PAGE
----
|European Case Law Identifier:||ECLI:EP:BA:2008:T190206.20080917|
|Date of decision:||17 September 2008|
|Case number:||T 1902/06|
|IPC class:||B65D 1/02|
|Language of proceedings:||EN|
|Download and more information:||
|Title of application:||Transparent/translucent bottles containing fluorescent dye in sidewall|
|Applicant name:||Unilever PLC, et al|
|Opponent name:||Henkel AG & Co. KGaA|
|Relevant legal provisions:||
|Keywords:||Requests relating to appeal of prorietor no longer valid after withdrawal of its appeal when appeal of opponent is still pending (reasons, point 1)|
Summary of Facts and Submissions
I. Opposition was filed against European patent No. 1 242 286 as a whole based on Article 100(a) EPC (lack of novelty and lack of inventive step).
The opposition division decided to maintain the patent in amended form. It held that the subject-matter of claim 1 of the main request (maintenance as granted) was not novel, but that the subject-matter of claim 1 of the auxiliary request involved an inventive step.
II. The appellant (opponent) filed an appeal against that decision.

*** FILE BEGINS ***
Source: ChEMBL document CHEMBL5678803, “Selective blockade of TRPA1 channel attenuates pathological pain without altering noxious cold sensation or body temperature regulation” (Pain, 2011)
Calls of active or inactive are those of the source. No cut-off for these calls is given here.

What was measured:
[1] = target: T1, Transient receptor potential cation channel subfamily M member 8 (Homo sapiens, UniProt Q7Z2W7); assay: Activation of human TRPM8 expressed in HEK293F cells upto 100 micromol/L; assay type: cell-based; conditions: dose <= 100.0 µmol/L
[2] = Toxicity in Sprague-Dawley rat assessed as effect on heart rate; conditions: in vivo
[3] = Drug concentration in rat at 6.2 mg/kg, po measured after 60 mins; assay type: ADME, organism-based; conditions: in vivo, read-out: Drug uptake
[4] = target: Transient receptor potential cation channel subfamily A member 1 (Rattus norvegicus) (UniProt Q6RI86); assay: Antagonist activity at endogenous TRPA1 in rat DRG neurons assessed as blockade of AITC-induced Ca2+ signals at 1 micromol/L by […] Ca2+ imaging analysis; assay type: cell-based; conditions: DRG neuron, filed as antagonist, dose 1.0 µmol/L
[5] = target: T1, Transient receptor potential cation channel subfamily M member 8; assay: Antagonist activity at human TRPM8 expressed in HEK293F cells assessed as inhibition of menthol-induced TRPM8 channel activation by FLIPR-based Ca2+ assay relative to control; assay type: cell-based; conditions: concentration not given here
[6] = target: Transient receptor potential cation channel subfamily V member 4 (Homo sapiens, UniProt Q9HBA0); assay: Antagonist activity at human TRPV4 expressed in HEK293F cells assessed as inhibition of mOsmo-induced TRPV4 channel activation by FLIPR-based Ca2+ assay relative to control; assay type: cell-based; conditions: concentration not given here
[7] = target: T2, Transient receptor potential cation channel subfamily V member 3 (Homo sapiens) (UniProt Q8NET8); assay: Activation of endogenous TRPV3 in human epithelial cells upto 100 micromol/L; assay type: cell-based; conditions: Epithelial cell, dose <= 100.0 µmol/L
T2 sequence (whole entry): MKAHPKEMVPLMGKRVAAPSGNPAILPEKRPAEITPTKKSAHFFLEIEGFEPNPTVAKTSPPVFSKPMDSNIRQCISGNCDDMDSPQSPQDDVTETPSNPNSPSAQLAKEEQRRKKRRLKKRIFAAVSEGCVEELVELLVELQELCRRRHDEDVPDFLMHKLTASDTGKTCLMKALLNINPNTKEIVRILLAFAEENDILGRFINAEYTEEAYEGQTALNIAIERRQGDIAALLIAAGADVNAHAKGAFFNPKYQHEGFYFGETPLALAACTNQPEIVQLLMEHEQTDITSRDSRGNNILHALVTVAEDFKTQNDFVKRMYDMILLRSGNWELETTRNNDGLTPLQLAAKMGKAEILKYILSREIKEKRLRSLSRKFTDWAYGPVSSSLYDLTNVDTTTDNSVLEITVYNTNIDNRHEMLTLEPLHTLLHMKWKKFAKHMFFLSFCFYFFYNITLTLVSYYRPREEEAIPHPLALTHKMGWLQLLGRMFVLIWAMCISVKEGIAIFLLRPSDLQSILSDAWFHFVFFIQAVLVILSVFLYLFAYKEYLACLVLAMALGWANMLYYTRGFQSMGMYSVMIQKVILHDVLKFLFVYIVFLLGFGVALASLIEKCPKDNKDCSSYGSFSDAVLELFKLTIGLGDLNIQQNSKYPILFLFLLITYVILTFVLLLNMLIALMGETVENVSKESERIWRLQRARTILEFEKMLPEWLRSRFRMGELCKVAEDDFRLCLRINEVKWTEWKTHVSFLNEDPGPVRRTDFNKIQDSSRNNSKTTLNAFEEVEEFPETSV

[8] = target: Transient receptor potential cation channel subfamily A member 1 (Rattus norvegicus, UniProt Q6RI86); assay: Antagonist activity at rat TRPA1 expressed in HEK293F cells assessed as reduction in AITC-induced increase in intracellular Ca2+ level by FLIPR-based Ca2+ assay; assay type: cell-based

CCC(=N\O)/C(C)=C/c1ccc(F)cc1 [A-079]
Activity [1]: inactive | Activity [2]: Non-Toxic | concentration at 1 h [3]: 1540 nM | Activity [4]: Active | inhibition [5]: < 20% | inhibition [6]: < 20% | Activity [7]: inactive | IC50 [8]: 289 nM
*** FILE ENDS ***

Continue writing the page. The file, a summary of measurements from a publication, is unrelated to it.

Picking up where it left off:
The proprietor also filed an appeal against that decision. This appeal was subsequently withdrawn with its letter of 15 September 2008. The proprietor remained in the proceedings as respondent.
III. Oral proceedings were held on 17 September 2008 in the absence of the respondent, who had notified the Board of its absence with said letter of 15 September 2008.
IV. The appellant requested that the decision under appeal be set aside and that the patent be revoked.
After the respondent (proprietor) withdrew its appeal, it requested in essence, in the written proceedings, that the appeal be dismissed (main request), or that in setting aside the decision under appeal the patent be maintained in amended form on the basis of the set of claims filed with letter of 18 August 2008 (auxiliary request). See also point 1 of the reasons.
V. Claim 1 of each of the main and the auxiliary requests reads as follows:
"1. A transparent or translucent package having a wall wherein said wall includes fluorescent dyes, in combination with contents which include a colorant dye, wherein said package is a bottle, and said wall includes 0.001 to 3 wt-% fluorescent dye."
VI. The documents cited in the present decision are the following:
D9: Polymer Stabilization, ed. W. Lincoln Hawkins, Wiley-Interscience, 1972, pages 188-197